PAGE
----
Co-operation and co-authorship: automatic writing, socialism and gender in late Victorian and Edwardian Birmingham

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This article investigates the relationships between socialism, spiritualism and gender in late Victorian and Edwardian Birmingham. It does so by focusing on the automatic writings, poetry and essays of the Holden family, who were both prominent members of Birmingham Labour Church and committed spiritualists. It considers how these texts' usages of the concept of 'co-operation', which was central to both movements, indicate contemporary ideas about women's appropriate roles in the public and private family of the socialist revolution. Furthermore, the author argues that the family's involvement in the city's industrial endeavours (in the family paint firm) and artistic pursuits (through the municipal art school, influenced by William Morris) led to re-imaginings of woman's creative powers. In the narrative of the 'messages from the unseen'-'inspired' and written by mother and daughters, framed and edited by the father-debates about the role of marriage, servants, female political activity and poetic inspiration become the subjects of a unique form of female collaborative literary production. This activity both broadens and problematizes accounts of women's status in the socialist and spiritualist movements of the period.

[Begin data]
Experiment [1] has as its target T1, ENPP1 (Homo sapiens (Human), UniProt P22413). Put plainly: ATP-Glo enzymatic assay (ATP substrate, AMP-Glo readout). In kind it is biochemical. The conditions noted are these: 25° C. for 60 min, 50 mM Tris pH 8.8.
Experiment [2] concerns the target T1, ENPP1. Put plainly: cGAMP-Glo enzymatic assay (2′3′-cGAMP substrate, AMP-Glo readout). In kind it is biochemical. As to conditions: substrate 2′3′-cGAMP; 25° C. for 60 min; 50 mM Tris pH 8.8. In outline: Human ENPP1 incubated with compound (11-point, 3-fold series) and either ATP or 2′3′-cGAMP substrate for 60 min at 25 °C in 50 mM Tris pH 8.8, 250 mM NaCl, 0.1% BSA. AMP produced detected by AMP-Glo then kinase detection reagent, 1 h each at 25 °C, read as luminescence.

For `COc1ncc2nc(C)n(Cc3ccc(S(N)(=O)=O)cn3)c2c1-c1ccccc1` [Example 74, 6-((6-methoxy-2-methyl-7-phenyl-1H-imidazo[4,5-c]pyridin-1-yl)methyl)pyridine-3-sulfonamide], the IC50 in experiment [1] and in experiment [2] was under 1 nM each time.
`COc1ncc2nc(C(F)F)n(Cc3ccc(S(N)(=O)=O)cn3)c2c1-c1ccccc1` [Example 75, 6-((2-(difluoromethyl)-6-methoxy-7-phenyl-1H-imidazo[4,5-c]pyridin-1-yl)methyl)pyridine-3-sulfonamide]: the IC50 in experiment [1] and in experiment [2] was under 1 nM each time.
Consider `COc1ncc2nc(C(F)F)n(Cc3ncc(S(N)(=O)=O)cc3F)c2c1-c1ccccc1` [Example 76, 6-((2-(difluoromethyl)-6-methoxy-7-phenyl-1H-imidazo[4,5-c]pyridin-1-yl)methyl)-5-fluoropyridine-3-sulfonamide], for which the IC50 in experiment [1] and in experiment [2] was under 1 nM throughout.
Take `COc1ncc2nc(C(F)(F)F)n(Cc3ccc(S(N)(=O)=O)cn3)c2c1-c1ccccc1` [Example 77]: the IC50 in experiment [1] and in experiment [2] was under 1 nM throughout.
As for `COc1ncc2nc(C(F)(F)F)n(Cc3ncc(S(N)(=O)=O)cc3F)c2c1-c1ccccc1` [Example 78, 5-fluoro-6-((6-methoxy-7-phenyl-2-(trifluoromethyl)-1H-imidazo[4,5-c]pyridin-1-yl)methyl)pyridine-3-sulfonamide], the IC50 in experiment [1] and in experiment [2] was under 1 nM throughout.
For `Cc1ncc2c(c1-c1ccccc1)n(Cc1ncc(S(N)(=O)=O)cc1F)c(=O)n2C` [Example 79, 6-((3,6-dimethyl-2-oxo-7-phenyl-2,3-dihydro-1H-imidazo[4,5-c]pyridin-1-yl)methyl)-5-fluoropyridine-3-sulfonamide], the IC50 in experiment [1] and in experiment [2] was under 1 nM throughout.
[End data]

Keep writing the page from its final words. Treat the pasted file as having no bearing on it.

Original languageEnglish
Pages (from-to)371-389
Number of pages19
JournalWomen's Writing
Issue number3
Publication statusPublished - Dec 2008


  • socialism
  • spiritualism
  • gender
  • Victorian Birmingham
  • Edwardian Birmingham
  • automatic writing
  • woman's creative powers
  • female political activity


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